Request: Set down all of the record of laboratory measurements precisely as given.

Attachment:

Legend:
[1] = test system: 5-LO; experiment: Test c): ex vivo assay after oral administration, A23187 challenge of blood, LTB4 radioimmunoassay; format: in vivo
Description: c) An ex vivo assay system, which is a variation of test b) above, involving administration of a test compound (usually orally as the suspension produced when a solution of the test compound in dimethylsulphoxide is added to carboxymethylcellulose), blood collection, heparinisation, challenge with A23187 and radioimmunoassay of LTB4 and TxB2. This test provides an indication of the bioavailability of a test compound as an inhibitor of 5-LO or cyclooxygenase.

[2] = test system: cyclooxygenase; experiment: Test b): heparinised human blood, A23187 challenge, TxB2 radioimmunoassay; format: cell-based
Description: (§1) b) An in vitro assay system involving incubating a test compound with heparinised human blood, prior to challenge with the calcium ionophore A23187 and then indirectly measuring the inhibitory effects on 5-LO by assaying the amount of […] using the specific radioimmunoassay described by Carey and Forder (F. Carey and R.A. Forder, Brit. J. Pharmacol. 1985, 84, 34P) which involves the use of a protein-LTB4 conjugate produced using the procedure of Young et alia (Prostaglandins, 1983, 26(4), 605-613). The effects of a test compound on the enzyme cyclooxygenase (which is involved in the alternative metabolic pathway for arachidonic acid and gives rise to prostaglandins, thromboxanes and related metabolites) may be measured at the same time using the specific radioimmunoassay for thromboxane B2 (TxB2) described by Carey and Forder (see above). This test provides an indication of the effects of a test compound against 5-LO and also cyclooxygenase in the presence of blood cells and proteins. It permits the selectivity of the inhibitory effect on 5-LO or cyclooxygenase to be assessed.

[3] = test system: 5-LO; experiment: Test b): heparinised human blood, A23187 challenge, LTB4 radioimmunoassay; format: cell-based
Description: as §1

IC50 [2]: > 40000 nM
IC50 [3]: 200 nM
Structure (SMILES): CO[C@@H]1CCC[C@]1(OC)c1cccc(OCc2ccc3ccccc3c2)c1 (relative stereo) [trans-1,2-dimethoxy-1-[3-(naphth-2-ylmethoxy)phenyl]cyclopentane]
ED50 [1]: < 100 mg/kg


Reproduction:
Legend:
[1] = test system: 5-LO; experiment: Test c): ex vivo assay after oral administration, A23187 challenge of blood, LTB4 radioimmunoassay; format: in vivo
Description: c) An ex vivo assay system, which is a variation of test b) above, involving administration of a test compound (usually orally as the suspension produced when a solution of the test compound in dimethylsulphoxide is added to carboxymethylcellulose), blood collection, heparinisation, challenge with A23187 and radioimmunoassay of LTB4 and TxB2. This test provides an indication of the bioavailability of a test compound as an inhibitor of 5-LO or cyclooxygenase.

[2] = test system: cyclooxygenase; experiment: Test b): heparinised human blood, A23187 challenge, TxB2 radioimmunoassay; format: cell-based
Description: (§1) b) An in vitro assay system involving incubating a test compound with heparinised human blood, prior to challenge with the calcium ionophore A23187 and then indirectly measuring the inhibitory effects on 5-LO by assaying the amount of […] using the specific radioimmunoassay described by Carey and Forder (F. Carey and R.A. Forder, Brit. J. Pharmacol. 1985, 84, 34P) which involves the use of a protein-LTB4 conjugate produced using the procedure of Young et alia (Prostaglandins, 1983, 26(4), 605-613). The effects of a test compound on the enzyme cyclooxygenase (which is involved in the alternative metabolic pathway for arachidonic acid and gives rise to prostaglandins, thromboxanes and related metabolites) may be measured at the same time using the specific radioimmunoassay for thromboxane B2 (TxB2) described by Carey and Forder (see above). This test provides an indication of the effects of a test compound against 5-LO and also cyclooxygenase in the presence of blood cells and proteins. It permits the selectivity of the inhibitory effect on 5-LO or cyclooxygenase to be assessed.

[3] = test system: 5-LO; experiment: Test b): heparinised human blood, A23187 challenge, LTB4 radioimmunoassay; format: cell-based
Description: as §1

IC50 [2]: > 40000 nM
IC50 [3]: 200 nM
Structure (SMILES): CO[C@@H]1CCC[C@]1(OC)c1cccc(OCc2ccc3ccccc3c2)c1 (relative stereo) [trans-1,2-dimethoxy-1-[3-(naphth-2-ylmethoxy)phenyl]cyclopentane]
ED50 [1]: < 100 mg/kg